Involving animals in research
Research involving animals is essential for beating cancer
A great deal of our research is carried out without involving animals. In certain areas, however, animal research remains essential if we are to understand, prevent and cure cancer.
Cancer Research UK only supports research involving animals when there is no alternative.
Thanks to the work of Cancer Research UK and other organisations, cancer survival has doubled over the past 40 years. This achievement would not have been possible without animal research, which has furthered our understanding of the disease, and helped us to discover, develop and test life-saving treatments.
Cancer patients and their families are at the heart of everything we do. Cancer will affect 1 in 2 people during their lives and our ambition is to accelerate progress so that by 2034, more than 3 in 4 people diagnosed will survive. We believe that all our research is vital if we are to achieve this goal and save more lives.
Why do we need animal research?
Research involving animals is essential for us to save lives. Most cancer treatments used today wouldn’t exist without this type of work.
Most of our research doesn't involve animals, but sometimes scientists need to study the biology of cancer in a whole body, rather than individual cells or tissues. Researchers study cancer in animals because they are good models for how cancer behaves in people, helping us understand the disease so we can find better ways to detect and treat it. This includes discovering the faulty genes that cause cancer, investigating how the disease grows and spreads, and exploring how our bodies can help fight tumours.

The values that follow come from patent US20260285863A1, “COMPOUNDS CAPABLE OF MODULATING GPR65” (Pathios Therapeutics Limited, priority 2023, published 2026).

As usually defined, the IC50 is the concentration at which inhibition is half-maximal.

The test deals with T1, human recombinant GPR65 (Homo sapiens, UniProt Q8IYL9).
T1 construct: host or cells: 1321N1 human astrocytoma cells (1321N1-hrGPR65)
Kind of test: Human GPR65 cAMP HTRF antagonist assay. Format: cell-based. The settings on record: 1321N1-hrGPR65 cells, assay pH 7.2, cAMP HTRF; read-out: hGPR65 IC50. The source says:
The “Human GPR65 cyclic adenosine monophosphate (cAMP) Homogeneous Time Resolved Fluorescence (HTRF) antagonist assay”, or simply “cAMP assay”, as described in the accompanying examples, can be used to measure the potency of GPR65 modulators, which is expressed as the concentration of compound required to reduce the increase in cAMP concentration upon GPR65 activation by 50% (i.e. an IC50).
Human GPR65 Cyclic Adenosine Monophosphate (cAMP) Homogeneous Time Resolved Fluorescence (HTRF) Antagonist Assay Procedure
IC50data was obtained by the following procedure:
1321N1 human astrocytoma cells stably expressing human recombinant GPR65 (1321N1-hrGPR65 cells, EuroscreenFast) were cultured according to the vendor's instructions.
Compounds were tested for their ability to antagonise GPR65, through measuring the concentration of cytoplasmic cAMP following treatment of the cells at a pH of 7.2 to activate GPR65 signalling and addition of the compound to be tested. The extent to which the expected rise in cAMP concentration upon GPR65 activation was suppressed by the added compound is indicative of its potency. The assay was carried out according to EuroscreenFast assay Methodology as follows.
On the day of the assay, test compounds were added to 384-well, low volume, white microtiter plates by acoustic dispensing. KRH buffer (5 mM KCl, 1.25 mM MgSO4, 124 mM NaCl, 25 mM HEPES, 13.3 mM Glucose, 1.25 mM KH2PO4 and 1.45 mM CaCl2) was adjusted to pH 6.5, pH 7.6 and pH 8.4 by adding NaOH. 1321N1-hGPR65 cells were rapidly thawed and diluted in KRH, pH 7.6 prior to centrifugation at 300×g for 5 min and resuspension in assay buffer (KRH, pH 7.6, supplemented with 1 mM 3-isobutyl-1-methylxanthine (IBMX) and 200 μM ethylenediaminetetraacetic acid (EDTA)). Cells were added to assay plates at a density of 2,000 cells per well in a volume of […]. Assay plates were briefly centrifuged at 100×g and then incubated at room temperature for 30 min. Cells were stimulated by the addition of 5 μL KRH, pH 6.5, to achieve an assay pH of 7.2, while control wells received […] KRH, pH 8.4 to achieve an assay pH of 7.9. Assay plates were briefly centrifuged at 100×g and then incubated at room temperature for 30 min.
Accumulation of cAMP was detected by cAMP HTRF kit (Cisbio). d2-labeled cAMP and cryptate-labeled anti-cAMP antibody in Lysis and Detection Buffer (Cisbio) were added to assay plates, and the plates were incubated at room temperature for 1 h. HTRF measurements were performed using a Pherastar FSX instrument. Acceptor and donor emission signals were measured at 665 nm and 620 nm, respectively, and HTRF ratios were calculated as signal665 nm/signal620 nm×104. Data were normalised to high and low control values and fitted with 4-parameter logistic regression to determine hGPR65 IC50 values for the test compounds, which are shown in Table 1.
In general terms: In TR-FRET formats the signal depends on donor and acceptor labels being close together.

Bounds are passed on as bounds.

We also need animal research to improve treatments. It’s an important way to develop and test new drugs, radiotherapy and surgical techniques.
It’s the law in the UK that all new drugs are assessed for safety before they can be tested in people and this usually requires testing in animals. This minimises the risk to cancer patients during the development of new treatments.
Find out more
For further information about involving animals in our research: